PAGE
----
For the Vestavia Hills Chapter, eligible students must have completed 4 semesters of Honors or AP level social studies courses, must have a GPA of at least 3.75 in the social studies (3.5 overall), and they must currently be enrolled in an honors or AP level social studies course when applying for membership. Membership in Rho Kappa is secured with the completion of an approved project.

    Our hope was to create an organization that not only recognized in class achievement in the social studies, but also encouraged students to explore social studies beyond the classroom, thus the project component. We also wanted a forum through which we could direct students to the multitude of extra-curricular contests and programs that exist for students interested in the social studies. We know that our students possess the talent and intellect to be truly competitive in these programs.

    One of our initial projects was the creation of a Rho Kappa digital journal. We wanted an avenue through which we could showcase some of the best student projects we receive each year. We were inspired by the VHHS literary magazine The Muse. We actually consulted the magazine’s sponsor, Ben Davis, with some questions about "how" to make the journal a reality. We had worked for two years to put something together. Last year, we had a few highly motivated students who committed a great deal of time and energy into creating the final product. We are enormously proud of this first effort!

    View the inaugural VHHS Rho Kappa Digital Journal by clicking here.

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  • Serving Without Limits: Pizitz Water Project

    Posted by Diane McAliley at 10/3/2017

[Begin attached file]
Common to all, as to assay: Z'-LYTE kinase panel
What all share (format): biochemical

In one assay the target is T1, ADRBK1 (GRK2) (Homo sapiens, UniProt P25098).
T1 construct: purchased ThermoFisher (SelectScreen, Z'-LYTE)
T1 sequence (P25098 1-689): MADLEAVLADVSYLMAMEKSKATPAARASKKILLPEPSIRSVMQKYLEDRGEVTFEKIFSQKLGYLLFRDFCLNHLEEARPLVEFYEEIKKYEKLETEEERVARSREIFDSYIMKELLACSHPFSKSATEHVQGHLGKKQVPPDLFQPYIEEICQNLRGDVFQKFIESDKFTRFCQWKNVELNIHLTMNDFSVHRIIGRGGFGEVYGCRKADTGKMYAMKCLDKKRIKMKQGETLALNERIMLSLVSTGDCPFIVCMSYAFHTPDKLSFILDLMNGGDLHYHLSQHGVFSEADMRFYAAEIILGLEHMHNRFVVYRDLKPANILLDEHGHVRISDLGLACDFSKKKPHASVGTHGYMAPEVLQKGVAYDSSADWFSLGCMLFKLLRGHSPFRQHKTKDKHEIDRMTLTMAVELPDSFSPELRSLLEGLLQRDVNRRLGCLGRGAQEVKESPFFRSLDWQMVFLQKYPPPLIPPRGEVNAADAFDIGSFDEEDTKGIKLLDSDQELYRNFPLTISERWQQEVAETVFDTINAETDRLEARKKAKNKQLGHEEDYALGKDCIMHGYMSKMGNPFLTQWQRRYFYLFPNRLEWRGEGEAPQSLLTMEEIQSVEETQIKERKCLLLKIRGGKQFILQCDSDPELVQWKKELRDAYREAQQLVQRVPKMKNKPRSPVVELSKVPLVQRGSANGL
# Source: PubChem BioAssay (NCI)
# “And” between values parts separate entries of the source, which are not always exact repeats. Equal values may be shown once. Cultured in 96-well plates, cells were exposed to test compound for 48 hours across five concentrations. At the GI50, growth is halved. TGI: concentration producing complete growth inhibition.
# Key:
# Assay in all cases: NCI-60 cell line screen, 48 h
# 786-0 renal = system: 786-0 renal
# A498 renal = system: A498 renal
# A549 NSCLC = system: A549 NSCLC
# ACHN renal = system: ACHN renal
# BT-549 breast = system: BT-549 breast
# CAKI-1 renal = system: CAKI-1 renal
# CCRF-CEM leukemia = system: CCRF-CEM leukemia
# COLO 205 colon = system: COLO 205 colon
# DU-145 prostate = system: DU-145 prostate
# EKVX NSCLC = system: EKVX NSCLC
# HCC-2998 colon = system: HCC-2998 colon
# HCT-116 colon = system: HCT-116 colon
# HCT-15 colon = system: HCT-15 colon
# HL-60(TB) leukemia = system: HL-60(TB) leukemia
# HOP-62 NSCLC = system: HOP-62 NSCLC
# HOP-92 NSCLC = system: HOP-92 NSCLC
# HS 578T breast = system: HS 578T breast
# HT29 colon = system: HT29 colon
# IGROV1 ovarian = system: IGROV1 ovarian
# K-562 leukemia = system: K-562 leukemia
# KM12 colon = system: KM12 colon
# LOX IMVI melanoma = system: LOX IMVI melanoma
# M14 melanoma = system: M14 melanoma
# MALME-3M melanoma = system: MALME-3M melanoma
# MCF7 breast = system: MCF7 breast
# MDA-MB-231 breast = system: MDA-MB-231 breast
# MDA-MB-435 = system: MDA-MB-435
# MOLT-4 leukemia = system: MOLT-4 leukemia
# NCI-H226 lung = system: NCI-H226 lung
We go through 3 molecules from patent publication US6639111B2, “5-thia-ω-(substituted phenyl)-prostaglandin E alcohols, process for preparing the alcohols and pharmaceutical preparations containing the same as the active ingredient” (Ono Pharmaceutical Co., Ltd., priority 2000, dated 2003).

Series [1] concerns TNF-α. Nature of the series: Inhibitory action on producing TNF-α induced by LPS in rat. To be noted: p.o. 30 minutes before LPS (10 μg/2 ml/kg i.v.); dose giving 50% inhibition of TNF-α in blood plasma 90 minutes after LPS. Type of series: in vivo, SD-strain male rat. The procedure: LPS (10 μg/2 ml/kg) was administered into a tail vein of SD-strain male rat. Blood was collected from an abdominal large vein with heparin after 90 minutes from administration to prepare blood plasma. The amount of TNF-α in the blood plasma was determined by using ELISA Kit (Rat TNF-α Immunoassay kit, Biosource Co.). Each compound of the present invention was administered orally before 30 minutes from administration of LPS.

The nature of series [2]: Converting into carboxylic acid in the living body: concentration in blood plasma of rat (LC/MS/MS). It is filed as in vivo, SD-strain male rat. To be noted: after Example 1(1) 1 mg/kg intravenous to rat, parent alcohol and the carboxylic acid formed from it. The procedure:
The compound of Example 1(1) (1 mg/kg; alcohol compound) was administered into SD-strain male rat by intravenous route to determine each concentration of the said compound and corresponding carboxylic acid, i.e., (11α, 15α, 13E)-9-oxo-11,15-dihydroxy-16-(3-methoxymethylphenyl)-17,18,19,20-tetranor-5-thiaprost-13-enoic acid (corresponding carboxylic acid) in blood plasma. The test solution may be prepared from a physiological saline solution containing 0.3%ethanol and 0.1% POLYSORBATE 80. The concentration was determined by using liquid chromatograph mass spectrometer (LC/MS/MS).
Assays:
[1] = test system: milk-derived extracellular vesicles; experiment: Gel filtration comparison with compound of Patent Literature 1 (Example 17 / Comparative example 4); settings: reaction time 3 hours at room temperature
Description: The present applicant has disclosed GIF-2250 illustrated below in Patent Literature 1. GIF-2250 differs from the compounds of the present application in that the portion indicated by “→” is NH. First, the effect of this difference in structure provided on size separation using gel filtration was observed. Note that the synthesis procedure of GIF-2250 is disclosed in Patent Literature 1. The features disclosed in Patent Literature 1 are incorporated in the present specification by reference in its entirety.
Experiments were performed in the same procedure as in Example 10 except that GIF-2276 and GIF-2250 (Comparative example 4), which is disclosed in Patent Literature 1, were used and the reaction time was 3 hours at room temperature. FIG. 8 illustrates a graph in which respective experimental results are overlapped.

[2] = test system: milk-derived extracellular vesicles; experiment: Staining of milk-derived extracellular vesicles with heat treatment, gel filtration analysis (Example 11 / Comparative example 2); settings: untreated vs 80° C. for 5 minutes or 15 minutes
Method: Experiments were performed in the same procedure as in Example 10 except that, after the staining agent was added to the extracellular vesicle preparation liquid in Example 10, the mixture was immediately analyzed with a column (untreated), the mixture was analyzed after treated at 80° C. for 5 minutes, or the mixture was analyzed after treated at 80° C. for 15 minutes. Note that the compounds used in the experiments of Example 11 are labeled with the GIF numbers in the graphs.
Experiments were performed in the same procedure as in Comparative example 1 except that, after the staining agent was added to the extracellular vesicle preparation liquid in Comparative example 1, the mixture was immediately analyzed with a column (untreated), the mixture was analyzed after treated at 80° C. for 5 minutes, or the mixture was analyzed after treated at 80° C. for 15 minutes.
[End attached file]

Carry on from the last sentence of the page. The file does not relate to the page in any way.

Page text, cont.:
Did you know that women in developing countries walk an average of 3.7 miles each day to get water that is likely contaminated with bacteria that causes chronic and sometimes life-threatening illness? Did you know that 844 million people lack access to safe water and 2.3 billion live without access to modern sanitation? It's easy for us to take for granted how fortunate we are in Vestavia Hills to have daily access to safe drinking water. Thanks to Jack Williams, member of the Alabama House of Representatives, students at Pizitz Middle school will be “immersed” in learning about water quality and water access issues in Alabama, America, and globally. Pizitz Middle School received a grant from the State of Alabama Executive Commission on Community Services to fund a broad vision to educate our student body, raise awareness, and affect change regarding water issues in our world, both near and far. This grant will fund activities that engage students in a global learning experiences across every area of their curriculum- art, band, choir, family and consumer sciences, foreign languages, theater, physical education, language arts, math, science, and social studies. On Wednesday, September 27th, students will gather for a school-wide assembly to kick off a year-long standards-based focus on water.   Brandon Gossett, of NeverThirst, will bring awareness to critical water quality and accessibility issues that affect 2 billion people in our world and the transformative effect of drilling water wells in communities. During our kickoff assembly, students will be challenged with the vision to drill a well in Sub-Saharan Africa, affect change in cities like Flint, Michigan, and give water aid to places recently affected by hurricanes Harvey and Irma. As we learn about water issues, students will be asked to individually and collectively use their time and talents to serve others and “Be the Drop that Fills a Bucket!”